The violent situation in Syria has people fleeing the country to escape a possible U.S. strike.
"It's a disastrous situation we are losing friends and family every day," said Mohammad Alsolaiman, MD, Syrian native.
Utah doctors Mazen Sires and Mohammed Alsolaiman are both from Syria. They tell Reporter Brian Carlson before they moved to the United States, they were accustomed to a life of fear, but what's happening now to their war-torn homeland is too frightening even for them.
"You get shot by sniper, bomb, missile attack, air strikes, I mean if you go to bed you're not sure if you're going to wake up," said Mazen Sires, MD, Syrian native.
Syrian rebels are being blamed for using chemical weapons on a Damascus neighborhood that killed hundreds of civilians. However U.S. intelligence claims to have evidence Bashar Al Assad's regime, the reigning power in Syria, ordered the strike. Now President Obama is considering military action.
"When countries break international norms on weapons like chemical weapons that could threaten us, they have to be held accountable," said President Obama.
So far 81 members of congress are asking the President to consult them first before making a military strike. That includes Utah Congressman Chris Stewart. He and others signed a letter telling the president, which reads in part:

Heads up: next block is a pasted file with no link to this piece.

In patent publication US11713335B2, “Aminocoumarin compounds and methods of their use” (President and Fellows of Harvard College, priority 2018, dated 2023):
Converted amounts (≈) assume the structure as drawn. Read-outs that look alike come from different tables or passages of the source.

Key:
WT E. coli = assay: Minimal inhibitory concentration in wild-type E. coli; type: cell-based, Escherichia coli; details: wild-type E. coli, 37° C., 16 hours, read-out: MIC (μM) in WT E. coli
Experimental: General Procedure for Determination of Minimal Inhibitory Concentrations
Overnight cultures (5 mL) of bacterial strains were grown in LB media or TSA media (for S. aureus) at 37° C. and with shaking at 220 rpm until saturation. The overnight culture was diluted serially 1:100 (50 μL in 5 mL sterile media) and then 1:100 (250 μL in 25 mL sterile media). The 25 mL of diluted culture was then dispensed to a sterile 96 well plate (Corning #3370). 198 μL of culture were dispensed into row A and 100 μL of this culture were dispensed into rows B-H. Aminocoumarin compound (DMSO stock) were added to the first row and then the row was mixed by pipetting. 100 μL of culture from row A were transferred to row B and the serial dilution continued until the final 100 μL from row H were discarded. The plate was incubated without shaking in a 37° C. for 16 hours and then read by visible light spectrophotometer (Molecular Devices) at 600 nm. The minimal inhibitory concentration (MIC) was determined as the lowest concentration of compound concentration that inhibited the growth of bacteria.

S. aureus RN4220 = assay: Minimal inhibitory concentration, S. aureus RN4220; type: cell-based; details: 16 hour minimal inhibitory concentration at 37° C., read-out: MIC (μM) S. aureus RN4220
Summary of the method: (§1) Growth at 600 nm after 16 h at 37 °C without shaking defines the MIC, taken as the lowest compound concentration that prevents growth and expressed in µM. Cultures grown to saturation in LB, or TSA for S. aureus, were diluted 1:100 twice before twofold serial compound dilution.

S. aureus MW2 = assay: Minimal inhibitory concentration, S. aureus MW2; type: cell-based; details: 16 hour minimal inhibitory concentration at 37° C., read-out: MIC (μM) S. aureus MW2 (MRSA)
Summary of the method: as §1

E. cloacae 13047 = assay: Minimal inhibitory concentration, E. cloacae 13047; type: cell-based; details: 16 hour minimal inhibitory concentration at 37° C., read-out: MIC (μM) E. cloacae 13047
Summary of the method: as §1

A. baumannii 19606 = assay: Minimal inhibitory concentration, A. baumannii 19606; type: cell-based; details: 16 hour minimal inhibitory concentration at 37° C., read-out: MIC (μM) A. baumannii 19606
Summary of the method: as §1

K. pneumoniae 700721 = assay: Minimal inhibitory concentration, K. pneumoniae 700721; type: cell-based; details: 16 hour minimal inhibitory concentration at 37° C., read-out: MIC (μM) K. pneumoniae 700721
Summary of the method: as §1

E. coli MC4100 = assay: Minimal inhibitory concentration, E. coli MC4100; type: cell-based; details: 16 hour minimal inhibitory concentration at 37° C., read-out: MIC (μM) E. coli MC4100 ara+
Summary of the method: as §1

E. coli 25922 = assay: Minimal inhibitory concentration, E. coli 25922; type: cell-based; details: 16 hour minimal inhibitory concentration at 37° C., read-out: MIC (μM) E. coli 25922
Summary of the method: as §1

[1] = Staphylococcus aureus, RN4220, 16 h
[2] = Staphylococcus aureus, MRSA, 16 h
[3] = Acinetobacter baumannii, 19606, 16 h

"We stand ready to come back into session, consider the facts before us, and share the burden of decisions made regarding U.S. involvement in the quickly escalating Syrian conflict."
If you ask Sires and Alsolaiman, they said the U.S. should not only get involved, but do it quickly.
"I really think it should've happened two years ago," said Alsolaiman.
"Hopefully it's not too late, action should be taken, not how and why, but when," said Sires.
Right now U.S. commanders are awaiting orders from the President. But we're told that will not likely come until U.N. investigators are out of Damascus, that won't happen until several days from now.
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